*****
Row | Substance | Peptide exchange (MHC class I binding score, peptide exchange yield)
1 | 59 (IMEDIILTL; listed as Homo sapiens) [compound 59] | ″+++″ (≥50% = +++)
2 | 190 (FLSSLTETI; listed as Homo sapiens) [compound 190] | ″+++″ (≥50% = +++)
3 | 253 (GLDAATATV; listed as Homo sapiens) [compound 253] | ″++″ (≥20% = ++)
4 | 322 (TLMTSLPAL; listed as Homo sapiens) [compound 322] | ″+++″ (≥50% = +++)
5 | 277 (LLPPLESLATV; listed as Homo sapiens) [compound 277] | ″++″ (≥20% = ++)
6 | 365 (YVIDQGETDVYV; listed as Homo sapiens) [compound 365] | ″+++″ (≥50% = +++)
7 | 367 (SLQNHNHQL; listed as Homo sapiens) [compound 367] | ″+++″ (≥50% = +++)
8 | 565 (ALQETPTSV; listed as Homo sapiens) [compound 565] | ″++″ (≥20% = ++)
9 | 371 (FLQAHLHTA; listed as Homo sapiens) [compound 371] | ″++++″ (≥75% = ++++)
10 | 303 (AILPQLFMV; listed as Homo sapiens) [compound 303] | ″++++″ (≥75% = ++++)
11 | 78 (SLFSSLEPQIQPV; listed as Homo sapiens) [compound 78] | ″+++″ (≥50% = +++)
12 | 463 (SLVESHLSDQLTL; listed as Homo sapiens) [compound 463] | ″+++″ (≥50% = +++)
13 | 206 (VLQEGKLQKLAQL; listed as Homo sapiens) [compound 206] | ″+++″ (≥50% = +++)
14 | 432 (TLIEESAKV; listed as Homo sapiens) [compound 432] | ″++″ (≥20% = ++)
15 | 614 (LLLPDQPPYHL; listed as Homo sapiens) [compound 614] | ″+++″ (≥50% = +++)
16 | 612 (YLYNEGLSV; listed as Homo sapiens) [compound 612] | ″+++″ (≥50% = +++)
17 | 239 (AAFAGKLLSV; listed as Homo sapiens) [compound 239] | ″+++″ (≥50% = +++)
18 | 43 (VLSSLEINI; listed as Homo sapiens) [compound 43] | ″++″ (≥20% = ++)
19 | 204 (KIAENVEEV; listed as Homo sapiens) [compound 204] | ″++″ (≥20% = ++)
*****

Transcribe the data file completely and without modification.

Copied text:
Row | Substance | Peptide exchange (MHC class I binding score, peptide exchange yield)
1 | 59 (IMEDIILTL; listed as Homo sapiens) [compound 59] | ″+++″ (≥50% = +++)
2 | 190 (FLSSLTETI; listed as Homo sapiens) [compound 190] | ″+++″ (≥50% = +++)
3 | 253 (GLDAATATV; listed as Homo sapiens) [compound 253] | ″++″ (≥20% = ++)
4 | 322 (TLMTSLPAL; listed as Homo sapiens) [compound 322] | ″+++″ (≥50% = +++)
5 | 277 (LLPPLESLATV; listed as Homo sapiens) [compound 277] | ″++″ (≥20% = ++)
6 | 365 (YVIDQGETDVYV; listed as Homo sapiens) [compound 365] | ″+++″ (≥50% = +++)
7 | 367 (SLQNHNHQL; listed as Homo sapiens) [compound 367] | ″+++″ (≥50% = +++)
8 | 565 (ALQETPTSV; listed as Homo sapiens) [compound 565] | ″++″ (≥20% = ++)
9 | 371 (FLQAHLHTA; listed as Homo sapiens) [compound 371] | ″++++″ (≥75% = ++++)
10 | 303 (AILPQLFMV; listed as Homo sapiens) [compound 303] | ″++++″ (≥75% = ++++)
11 | 78 (SLFSSLEPQIQPV; listed as Homo sapiens) [compound 78] | ″+++″ (≥50% = +++)
12 | 463 (SLVESHLSDQLTL; listed as Homo sapiens) [compound 463] | ″+++″ (≥50% = +++)
13 | 206 (VLQEGKLQKLAQL; listed as Homo sapiens) [compound 206] | ″+++″ (≥50% = +++)
14 | 432 (TLIEESAKV; listed as Homo sapiens) [compound 432] | ″++″ (≥20% = ++)
15 | 614 (LLLPDQPPYHL; listed as Homo sapiens) [compound 614] | ″+++″ (≥50% = +++)
16 | 612 (YLYNEGLSV; listed as Homo sapiens) [compound 612] | ″+++″ (≥50% = +++)
17 | 239 (AAFAGKLLSV; listed as Homo sapiens) [compound 239] | ″+++″ (≥50% = +++)
18 | 43 (VLSSLEINI; listed as Homo sapiens) [compound 43] | ″++″ (≥20% = ++)
19 | 204 (KIAENVEEV; listed as Homo sapiens) [compound 204] | ″++″ (≥20% = ++)